This law signaled a drastic change in the government’s working relationship with the native peoples – Congress now regarded the Native Americans, not as countries outside of its jurisdictional control, but as wards of the government. By making Native Americans wards of the U.S. government, Congress imagined that it would be better to make the policy of assimilation a broadly accepted part of the cultural mainstream of America.
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Many U.S. government officials considered assimilation as the most practical remedy for what they viewed as “the Indian problem,” and the only lasting strategy for insuring U.S. interests in the West and the survival of the American Indians. In order to accomplish this, the government pushed Native Americans to relocate out of their established dwellings, move into wooden homes and grow into farmers.
The federal government passed laws that pressed Native Americans to quit their established appearance and way of living. Some laws banned customary religious practices while others ordered Indian men to cut their long hair. Agents on more than two-thirds of American Indian reservations established courts to enforce federal regulations that often banned traditional cultural and spiritual practices.
To boost the assimilation process, the government started Indian training centers that attempted to quickly and vigorously Americanize Indian youth. As per the director of the Carlisle Indian School in Pennsylvania, the schools were designed to “kill the Indian and save the man.” To be able to make this happen objective, the schools required enrollees to speak only English, dress in proper American fashion and to switch their Indian names with more “American” ones. These new policies helped bring Native Americans nearer to the end of their classic tribal identity and the beginning of their daily life as citizens under the complete control of the U.S. authorities.
Native American Treaties with the United States
In 1887, Congress approved the General Allotment Act, the most important element of the U.S. government’s assimilation program, which was created to “civilize” American Indians by teaching them to become farmers. In order to achieve this, Congress planned to increase non-public title of Indian property by splitting up reservations, which were collectively held, and providing each family their own stretch of land.
In addition to this, by pushing the Native Americans onto limited plots of land, western developers and settlers could purchase the remaining territory. The General Allotment Act, also known as the Dawes Act, required that the Indian lands be surveyed and every family be provided with an allotment of between 80 and 160 acres, while unmarried adults received between 40 to 80 acres; the residual acreage was to be sold. Congress expected that the Dawes Act would breakup Indian tribes and stimulate individual enterprise, while trimming the cost of Indian administration and producing prime property to be sold to white settlers.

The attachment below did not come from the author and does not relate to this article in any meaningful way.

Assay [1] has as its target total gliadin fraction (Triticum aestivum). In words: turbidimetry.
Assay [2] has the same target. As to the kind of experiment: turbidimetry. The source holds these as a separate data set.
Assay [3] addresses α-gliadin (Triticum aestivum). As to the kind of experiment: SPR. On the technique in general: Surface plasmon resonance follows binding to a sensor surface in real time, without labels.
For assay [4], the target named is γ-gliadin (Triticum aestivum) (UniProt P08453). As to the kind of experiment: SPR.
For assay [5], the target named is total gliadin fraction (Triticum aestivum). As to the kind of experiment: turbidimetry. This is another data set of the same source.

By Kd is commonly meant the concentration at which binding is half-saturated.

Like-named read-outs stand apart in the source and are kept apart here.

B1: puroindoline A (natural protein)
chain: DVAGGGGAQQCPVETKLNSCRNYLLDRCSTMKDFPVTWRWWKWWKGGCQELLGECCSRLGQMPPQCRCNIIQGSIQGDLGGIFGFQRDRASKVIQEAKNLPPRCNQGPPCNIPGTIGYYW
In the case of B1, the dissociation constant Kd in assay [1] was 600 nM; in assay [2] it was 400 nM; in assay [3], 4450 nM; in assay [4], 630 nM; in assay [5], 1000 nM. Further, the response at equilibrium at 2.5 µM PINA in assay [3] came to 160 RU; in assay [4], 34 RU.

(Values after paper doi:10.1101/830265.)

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The Dawes Act proved to be disastrous for the American Indians; over the next generations they existed under regulations that outlawed their traditional way of life yet failed to supply the critical resources to support their businesses and households. Splitting the reservations into small parcels of land led to the significant decrease of Indian-owned land. Within three decades, the people had lost in excess of two-thirds of the acreage that they had controlled before the Dawes Act was enacted in 1887; the majority of the remaining land was sold to white settlers.
Frequently, Native Americans were duped out of their allotments or were forced to sell their property in order to pay bills and feed their own families. Consequently, the Indians were not “Americanized” and were routinely unable to become self-supporting farmers or ranchers, as the creators of the policy had wished. This also created animosity among Indians toward the U.S. government, as the allotment operation often destroyed land that was the spiritual and societal location of their lives.
Native American Culture
Between 1850 and 1900, life for Native Americans changed significantly. Due to U.S. government regulations, American Indians were forced from their homes as their native lands were parceled out. The Plains, which they had previously roamed without restriction, were now inhabited with white settlers.
The Upshot of the Indian Wars
Over all these years the Indians have been defrauded out of their land, food and way of life, as the federal government’s Indian regulations forced them inside reservations and tried to “Americanize” them. Many American Indian bands could not endure relocation, cultural destruction and military loss; by 1890 the Native American population was lowered to under 250,000 persons. Thanks to generations of discriminatory and dodgy policies instituted by the United States authorities between 1850 and 1900, life for the American Indians was altered forever.